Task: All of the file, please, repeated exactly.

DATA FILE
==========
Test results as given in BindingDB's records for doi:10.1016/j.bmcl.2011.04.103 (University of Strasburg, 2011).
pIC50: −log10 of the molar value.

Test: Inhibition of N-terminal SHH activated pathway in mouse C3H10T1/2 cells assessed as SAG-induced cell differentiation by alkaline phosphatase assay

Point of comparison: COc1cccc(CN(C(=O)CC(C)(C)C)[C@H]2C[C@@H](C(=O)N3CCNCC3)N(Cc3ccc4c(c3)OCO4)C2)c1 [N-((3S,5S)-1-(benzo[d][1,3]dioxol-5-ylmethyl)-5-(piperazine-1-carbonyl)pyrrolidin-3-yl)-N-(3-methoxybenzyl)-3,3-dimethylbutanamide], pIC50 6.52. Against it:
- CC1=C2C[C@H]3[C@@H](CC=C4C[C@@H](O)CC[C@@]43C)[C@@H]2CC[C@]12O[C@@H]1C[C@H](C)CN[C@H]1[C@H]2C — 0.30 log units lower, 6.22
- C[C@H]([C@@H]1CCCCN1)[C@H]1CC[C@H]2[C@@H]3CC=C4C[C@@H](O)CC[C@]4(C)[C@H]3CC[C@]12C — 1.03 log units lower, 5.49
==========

Test results as given in BindingDB's records for doi:10.1016/j.bmcl.2011.04.103 (University of Strasburg, 2011).
pIC50: −log10 of the molar value.

Test: Inhibition of N-terminal SHH activated pathway in mouse C3H10T1/2 cells assessed as SAG-induced cell differentiation by alkaline phosphatase assay

Point of comparison: COc1cccc(CN(C(=O)CC(C)(C)C)[C@H]2C[C@@H](C(=O)N3CCNCC3)N(Cc3ccc4c(c3)OCO4)C2)c1 [N-((3S,5S)-1-(benzo[d][1,3]dioxol-5-ylmethyl)-5-(piperazine-1-carbonyl)pyrrolidin-3-yl)-N-(3-methoxybenzyl)-3,3-dimethylbutanamide], pIC50 6.52. Against it:
- CC1=C2C[C@H]3[C@@H](CC=C4C[C@@H](O)CC[C@@]43C)[C@@H]2CC[C@]12O[C@@H]1C[C@H](C)CN[C@H]1[C@H]2C — 0.30 log units lower, 6.22
- C[C@H]([C@@H]1CCCCN1)[C@H]1CC[C@H]2[C@@H]3CC=C4C[C@@H](O)CC[C@]4(C)[C@H]3CC[C@]12C — 1.03 log units lower, 5.49